Due to the narrow climatic constraints, the strong environmental gradients and the relative naturalness, alpine and arctic ecosystems have been a major playground for generations of researchers. My research deals with the impacts of climate change, agriculture and tourism on alpine and arctic plants and soils, and the interaction between the two.

CURRICULUM.

since 2017: Senior Researcher (currently 50%), team “Mountain Ecosystems” at WSL/SLF Davos

since 2010: Research associate, team “Mountain Ecosystems” at WSL/SLF Davos

2008-2010: PostDoc (75%), Soil Biogeochemistry Group, WSL Birmensdorf

2007-2008: PostDoc, The James Hutton Institute (former Macaulay Institute), Aberdeen, Scotland UK

Appointments with speaker may be made via Susanna Venn (susanna.venn@deakin.edu.au).

For more info: https://www.wsl.ch/de/mitarbeitende/wipf.html

 

A Public Symposium on Integrative Ecology by Research for Educational Impact (REDI)

A Public Symposium on Integrative Ecology brought to you by Research for Educational Impact (REDI).

Registration is now open – click here to register.

Integrative Ecology investigates the living environment. Through this symposium we will showcase researchers who are investigating the mechanisms of immediate and evolutionary response to environmental changes, not just what conditions endanger some species during change.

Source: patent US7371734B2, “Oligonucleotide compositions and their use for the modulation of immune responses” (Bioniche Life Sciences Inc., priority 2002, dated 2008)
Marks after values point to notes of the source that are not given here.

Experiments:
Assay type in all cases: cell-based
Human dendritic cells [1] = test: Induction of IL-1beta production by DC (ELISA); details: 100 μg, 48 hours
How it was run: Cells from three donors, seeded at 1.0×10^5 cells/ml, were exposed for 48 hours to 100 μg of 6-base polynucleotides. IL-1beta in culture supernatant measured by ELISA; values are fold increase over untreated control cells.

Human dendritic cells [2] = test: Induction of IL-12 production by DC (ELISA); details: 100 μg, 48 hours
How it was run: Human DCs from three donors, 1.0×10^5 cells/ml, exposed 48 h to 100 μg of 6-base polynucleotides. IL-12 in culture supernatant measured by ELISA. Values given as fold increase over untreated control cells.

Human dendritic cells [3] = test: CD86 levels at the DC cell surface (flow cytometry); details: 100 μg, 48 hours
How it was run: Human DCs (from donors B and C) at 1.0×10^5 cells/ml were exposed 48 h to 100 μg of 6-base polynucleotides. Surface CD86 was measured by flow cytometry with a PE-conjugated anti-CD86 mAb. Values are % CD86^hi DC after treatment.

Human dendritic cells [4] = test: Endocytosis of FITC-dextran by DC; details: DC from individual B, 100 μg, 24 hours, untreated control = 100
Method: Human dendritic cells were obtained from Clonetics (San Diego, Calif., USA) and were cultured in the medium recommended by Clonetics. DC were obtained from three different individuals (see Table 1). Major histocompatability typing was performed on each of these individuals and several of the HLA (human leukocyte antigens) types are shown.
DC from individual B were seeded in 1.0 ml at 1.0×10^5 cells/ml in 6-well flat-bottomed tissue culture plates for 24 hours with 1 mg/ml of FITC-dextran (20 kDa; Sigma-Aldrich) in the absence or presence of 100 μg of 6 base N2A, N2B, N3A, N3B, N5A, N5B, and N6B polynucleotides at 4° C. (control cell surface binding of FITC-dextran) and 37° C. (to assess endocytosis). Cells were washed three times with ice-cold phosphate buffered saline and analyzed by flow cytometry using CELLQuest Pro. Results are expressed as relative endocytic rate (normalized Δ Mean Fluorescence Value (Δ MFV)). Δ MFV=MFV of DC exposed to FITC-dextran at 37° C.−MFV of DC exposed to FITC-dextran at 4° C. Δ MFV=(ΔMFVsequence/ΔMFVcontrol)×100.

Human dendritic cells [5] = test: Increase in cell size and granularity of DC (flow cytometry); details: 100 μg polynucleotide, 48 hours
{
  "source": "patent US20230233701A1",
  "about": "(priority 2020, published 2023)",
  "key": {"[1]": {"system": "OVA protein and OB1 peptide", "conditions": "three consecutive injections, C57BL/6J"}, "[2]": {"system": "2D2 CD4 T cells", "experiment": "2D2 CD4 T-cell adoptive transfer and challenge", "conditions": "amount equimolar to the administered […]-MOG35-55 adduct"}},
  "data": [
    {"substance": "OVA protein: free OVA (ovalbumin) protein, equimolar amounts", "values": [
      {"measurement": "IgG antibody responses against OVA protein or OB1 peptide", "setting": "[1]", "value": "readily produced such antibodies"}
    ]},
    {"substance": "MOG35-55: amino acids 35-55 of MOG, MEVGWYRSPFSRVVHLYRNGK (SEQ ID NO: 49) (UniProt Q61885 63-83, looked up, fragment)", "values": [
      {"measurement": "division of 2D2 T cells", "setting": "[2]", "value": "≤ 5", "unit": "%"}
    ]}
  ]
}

At Deakin University the Centre for Integrative Ecology (CIE) combines ecology, evolution, and ecological physiology and research falls into three overlapping focal areas:

  • Environmental change has a direct impact on individual organisms, which is notably studied in the fields of sensory ecology and animal physiology.
  • These responses lead to changes at the level of populations and communities.
  • Environmental change, however, not only results in immediate responses but also imparts variation in selection pressures, ultimately leading to evolutionary change.

Date And Time: Thu., 11 April 2019, 9:00 am – 4:00 pm AEST

Location: Deakin Downtown, Level 12, Tower 2 Collins Square, 727 Collins Street, Melbourne, VIC 3008, Australia

A workshop for teachers will be offered in the afternoon, to assist teachers to develop ecology-based activities in the classroom.